Fresh from winning the Nobel Peace Prize for his climate change evangelism, Al Gore is apparently considering an invitation from a prominent environmental group to engage in civil disobedience against the construction of new coal-fired power plants.
Rainforest Action Network issued the invitation to the former Vice President, according to RAN executive director Michael Brune. The San Francisco-based group has a twenty-year history of protesting against destructive logging practices and other causes of climate change; it specializes in targeting corporations as much as governments.
"We came across a quote from Gore in an interview with [New York Times] columnist Nicholas Kristof back in August, saying he didn't understand, quote, 'Why there aren't rings of young people blocking bulldozers and preventing them constructing new coal-fired power plants,'" said Brune. "We thought, 'Great idea!' That's the kind of activism we do at RAN. So we decided to invite Gore to join us."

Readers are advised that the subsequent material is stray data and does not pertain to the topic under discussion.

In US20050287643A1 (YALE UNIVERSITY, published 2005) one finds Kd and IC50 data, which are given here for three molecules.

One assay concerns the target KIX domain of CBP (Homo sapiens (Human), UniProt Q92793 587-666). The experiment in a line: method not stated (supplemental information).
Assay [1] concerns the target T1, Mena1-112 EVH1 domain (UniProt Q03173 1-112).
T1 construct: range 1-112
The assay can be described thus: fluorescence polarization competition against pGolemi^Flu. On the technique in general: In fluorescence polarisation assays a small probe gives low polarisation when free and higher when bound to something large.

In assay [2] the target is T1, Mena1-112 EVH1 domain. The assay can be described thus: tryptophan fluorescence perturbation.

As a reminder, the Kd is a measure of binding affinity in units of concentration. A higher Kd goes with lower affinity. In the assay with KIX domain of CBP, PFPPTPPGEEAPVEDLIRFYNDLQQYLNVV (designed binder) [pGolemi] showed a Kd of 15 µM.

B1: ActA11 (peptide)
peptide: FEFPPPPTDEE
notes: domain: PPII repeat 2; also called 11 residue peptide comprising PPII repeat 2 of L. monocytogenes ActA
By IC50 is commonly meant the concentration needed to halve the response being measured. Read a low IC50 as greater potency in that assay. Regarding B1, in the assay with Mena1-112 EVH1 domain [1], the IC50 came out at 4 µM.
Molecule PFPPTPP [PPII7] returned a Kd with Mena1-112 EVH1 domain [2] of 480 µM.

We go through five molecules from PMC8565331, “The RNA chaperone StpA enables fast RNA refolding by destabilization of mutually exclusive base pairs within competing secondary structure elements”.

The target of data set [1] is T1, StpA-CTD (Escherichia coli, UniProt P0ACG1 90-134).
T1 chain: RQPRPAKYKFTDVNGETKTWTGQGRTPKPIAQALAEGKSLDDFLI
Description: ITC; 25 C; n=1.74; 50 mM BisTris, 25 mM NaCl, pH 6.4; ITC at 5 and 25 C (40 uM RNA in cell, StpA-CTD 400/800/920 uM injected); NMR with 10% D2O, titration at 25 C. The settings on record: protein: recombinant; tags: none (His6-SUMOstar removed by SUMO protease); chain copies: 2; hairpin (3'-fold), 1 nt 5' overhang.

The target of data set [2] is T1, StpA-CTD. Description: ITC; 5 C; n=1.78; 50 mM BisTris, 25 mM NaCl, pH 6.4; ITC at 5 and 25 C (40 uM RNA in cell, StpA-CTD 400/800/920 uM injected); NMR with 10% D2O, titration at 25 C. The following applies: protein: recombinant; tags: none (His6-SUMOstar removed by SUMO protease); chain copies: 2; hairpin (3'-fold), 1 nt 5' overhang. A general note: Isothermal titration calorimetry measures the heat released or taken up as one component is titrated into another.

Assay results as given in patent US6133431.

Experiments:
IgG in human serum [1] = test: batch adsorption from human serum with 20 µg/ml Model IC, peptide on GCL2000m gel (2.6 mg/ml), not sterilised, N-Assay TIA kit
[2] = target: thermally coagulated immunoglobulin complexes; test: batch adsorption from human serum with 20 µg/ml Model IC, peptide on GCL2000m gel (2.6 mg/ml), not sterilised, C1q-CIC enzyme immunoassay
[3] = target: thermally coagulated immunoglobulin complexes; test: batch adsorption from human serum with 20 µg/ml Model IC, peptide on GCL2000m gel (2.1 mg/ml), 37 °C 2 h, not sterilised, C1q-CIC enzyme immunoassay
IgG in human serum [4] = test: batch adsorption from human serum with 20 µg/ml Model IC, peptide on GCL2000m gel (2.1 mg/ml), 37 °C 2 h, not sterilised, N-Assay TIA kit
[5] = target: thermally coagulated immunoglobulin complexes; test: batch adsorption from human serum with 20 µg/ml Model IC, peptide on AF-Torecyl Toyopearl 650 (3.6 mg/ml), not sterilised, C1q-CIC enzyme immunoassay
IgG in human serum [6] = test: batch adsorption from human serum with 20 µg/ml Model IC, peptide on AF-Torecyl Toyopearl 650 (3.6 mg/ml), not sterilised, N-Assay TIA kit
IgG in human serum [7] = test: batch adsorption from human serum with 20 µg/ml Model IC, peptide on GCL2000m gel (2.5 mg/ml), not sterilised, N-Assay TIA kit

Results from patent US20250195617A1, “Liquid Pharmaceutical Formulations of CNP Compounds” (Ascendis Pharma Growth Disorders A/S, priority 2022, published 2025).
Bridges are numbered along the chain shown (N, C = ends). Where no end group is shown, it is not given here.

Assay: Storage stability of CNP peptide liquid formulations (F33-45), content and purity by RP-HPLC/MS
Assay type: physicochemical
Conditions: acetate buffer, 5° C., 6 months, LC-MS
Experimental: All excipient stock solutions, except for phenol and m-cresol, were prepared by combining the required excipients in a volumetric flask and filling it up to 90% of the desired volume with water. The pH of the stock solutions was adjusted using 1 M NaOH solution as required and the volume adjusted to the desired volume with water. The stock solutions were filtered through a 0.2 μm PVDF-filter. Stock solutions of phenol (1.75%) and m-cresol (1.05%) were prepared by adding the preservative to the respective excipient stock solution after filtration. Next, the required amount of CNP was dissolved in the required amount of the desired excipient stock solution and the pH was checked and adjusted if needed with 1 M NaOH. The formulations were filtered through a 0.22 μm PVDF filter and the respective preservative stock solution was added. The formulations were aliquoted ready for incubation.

Gore's office confirmed that the former Vice President had received RAN's invitation and was considering it, though no decision has been made.
"He has not accepted any of their offers to date," Kalee Kreider, a spokeswoman for Gore, said of the RAN offer. Kreider did not deny that this phrasing leaves open the possibility of Gore saying yes down the road.
RAN plans a national day of protest against coal on November 16, according to Brune.
If Gore did end up getting arrested during a protest against a coal-fired power plant, it would make front-page news throughout the world and put a spotlight on what some climate scientists and activists consider the single most important priority in the fight against climate change: halting the use of coal as the world's top source of electricity production. Coal is the most carbon-intensive of the three major fossil fuels (the others are oil and natural gas) whose combustion produces most of the carbon dioxide that is helping to raise temperatures and change climatic patterns on earth.
NASA scientist James Hansen, the man who first warned during testimony before the US Senate in 1988 that man-made greenhouse gas emissions were warming the planet, has called for a complete ban on new coal-fired power plants "until we have the technology to capture and sequester the CO